Andersen, Lars Juel4; Randers Thomsen, Morten Bredsgaard8; Hansen, Peter Riis9; Hornstrup, Therese10; Schmidt, Jakob Friis8; Dvorak, J6; Søgaard, P11; Krustrup, Peter10; Bangsbo, Jens10
1 Integrated Physiology, Department of Nutrition, Exercise and Sports, Faculty of Science, Københavns Universitet2 Department of Clinical Medicine, Department of Clinical Medicine, Faculty of Health and Medical Sciences, Københavns Universitet3 Center for Holdspil og Sundhed, Department of Nutrition, Exercise and Sports, Faculty of Science, Københavns Universitet4 Roskilde University Hospital5 Department of Exercise and Sport Sciences, Faculty of Science, Københavns Universitet6 FIFA Medical Assessment and Research Centre (F-MARC) and Schulthess Klinik, Zurich7 Aalborg University8 Department of Exercise and Sport Sciences, Faculty of Science, Københavns Universitet9 Department of Clinical Medicine, Department of Clinical Medicine, Faculty of Health and Medical Sciences, Københavns Universitet10 Integrated Physiology, Department of Nutrition, Exercise and Sports, Faculty of Science, Københavns Universitet11 Aalborg University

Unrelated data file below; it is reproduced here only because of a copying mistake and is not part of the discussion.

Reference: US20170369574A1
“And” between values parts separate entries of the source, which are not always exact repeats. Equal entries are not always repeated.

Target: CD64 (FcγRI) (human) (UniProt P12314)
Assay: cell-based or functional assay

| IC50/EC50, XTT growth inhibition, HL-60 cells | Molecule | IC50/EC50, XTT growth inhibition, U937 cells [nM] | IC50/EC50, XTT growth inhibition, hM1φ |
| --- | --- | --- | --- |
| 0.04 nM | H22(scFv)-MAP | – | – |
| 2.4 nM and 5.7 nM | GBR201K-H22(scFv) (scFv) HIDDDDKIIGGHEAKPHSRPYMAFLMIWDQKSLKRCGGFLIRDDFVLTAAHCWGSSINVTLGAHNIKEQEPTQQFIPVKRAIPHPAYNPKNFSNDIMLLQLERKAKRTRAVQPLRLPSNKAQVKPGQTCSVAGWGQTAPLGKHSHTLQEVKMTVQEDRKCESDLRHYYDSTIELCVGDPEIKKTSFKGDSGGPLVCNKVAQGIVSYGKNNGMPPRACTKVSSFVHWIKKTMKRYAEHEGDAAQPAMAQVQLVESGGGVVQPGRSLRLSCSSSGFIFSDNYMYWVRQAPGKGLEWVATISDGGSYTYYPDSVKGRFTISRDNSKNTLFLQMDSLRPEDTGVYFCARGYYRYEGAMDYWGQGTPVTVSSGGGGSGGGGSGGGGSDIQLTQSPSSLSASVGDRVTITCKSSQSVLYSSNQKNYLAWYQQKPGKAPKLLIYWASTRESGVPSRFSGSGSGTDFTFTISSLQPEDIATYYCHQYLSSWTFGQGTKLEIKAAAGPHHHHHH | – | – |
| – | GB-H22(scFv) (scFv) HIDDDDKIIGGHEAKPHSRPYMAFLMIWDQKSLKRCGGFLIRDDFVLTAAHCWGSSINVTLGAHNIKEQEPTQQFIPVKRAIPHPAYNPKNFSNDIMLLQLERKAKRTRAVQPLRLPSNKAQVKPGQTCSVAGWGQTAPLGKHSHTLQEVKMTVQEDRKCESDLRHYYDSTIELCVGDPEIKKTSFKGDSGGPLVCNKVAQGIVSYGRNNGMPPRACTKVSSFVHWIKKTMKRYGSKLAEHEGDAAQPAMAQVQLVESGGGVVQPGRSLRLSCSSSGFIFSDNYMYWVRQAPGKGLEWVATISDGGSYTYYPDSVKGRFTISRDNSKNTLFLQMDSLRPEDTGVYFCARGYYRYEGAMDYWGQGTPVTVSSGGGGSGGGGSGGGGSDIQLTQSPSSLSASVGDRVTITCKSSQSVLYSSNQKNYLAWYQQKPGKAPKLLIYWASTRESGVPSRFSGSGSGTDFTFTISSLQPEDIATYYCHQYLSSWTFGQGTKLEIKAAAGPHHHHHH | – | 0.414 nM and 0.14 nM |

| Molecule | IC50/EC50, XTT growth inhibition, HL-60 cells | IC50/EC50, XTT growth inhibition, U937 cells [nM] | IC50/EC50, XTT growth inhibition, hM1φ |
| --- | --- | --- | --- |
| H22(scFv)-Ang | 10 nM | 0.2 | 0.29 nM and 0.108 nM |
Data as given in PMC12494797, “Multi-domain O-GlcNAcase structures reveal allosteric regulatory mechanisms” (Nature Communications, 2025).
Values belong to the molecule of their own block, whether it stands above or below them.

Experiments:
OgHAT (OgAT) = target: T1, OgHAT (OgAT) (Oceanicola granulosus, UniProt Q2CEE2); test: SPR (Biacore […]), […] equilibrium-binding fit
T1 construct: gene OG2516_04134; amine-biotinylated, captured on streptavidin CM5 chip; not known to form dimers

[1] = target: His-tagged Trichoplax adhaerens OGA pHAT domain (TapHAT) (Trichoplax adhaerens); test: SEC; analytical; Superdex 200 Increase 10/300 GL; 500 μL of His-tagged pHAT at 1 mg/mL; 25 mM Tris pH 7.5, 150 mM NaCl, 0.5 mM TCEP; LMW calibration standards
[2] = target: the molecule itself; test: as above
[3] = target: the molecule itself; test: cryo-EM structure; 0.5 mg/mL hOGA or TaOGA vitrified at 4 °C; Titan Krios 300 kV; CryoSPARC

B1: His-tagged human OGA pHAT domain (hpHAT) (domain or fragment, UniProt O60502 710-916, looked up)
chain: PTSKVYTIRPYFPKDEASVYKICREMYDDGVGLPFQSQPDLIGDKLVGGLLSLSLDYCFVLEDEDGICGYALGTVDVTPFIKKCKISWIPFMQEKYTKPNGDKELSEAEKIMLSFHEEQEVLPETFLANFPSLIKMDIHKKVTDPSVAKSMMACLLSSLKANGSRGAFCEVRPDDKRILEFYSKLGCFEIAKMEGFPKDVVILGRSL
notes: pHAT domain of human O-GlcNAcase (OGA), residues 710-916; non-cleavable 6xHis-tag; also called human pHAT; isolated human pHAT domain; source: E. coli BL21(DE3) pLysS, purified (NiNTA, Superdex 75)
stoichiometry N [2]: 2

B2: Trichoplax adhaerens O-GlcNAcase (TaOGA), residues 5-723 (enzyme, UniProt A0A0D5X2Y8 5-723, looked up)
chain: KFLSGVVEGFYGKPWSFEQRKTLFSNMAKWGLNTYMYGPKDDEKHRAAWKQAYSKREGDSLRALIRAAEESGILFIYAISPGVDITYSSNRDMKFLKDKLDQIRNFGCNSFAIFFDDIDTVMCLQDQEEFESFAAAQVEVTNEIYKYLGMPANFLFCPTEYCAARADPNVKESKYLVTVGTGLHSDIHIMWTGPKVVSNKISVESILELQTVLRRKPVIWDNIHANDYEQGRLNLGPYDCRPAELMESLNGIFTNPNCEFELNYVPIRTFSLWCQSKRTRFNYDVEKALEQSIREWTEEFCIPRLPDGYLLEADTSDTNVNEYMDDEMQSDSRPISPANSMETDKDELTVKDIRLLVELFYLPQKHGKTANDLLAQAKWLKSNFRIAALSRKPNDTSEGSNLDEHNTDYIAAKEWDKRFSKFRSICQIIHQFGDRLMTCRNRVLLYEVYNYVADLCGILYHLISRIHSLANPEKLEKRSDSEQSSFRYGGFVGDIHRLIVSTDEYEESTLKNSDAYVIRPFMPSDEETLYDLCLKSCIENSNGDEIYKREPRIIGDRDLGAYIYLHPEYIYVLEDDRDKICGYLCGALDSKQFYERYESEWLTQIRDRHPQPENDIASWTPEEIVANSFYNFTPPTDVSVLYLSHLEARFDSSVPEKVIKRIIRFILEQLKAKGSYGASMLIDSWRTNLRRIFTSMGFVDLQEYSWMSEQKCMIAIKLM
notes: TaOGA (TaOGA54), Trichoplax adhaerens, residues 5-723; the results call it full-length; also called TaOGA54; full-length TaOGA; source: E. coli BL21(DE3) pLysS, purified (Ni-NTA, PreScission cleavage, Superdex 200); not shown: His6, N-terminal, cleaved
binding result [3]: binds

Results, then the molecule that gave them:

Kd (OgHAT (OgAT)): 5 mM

We investigated the effects of 3 and 6 months of regular football training on cardiac structure and function in hypertensive men. Thirty-one untrained males with mild-to-moderate hypertension were randomized 2:1 to a football training group (n = 20) and a control group receiving traditional recommendations on healthy lifestyle (n = 11). Cardiac measures were evaluated by echocardiography. The football group exhibited significant (P < 0.05) changes in cardiac dimensions and function after just 3 months: Left ventricular (LV) end-diastolic volume increased from 104 ± 25 to 117 ± 29 mL. LV diastolic function improved measured as E/A ratio (1.15 ± 0.32 to 1.54 ± 0.38), early diastolic velocity, E' (11.0 ± 2.5 to 11.9 ± 2.6 cm/s), and isovolumetric relaxation time (74 ± 13 to 62 ± 13 ms). LV systolic function improved measured as longitudinal displacement (10.7 ± 2.1 to 12.1 ± 2.3 mm). Right ventricular function improved with respect to tricuspid annular plane systolic excursion (21.8 ± 3.2 to 24.5 ± 3.7 mm). Arterial blood pressure decreased in both groups, but significantly more in the football training group. No significant changes were observed in the control group. In conclusion, short-term football training improves LV diastolic function in untrained men with mild-to-moderate arterial hypertension. Furthermore, it may improve longitudinal systolic function of both ventricles. The results suggest that football training has favorable effects on cardiac function in hypertensive men.
Scandinavian Journal of Medicine and Science in Sports, 2014, Vol 24, Issue Suppl. 1, p. 27-35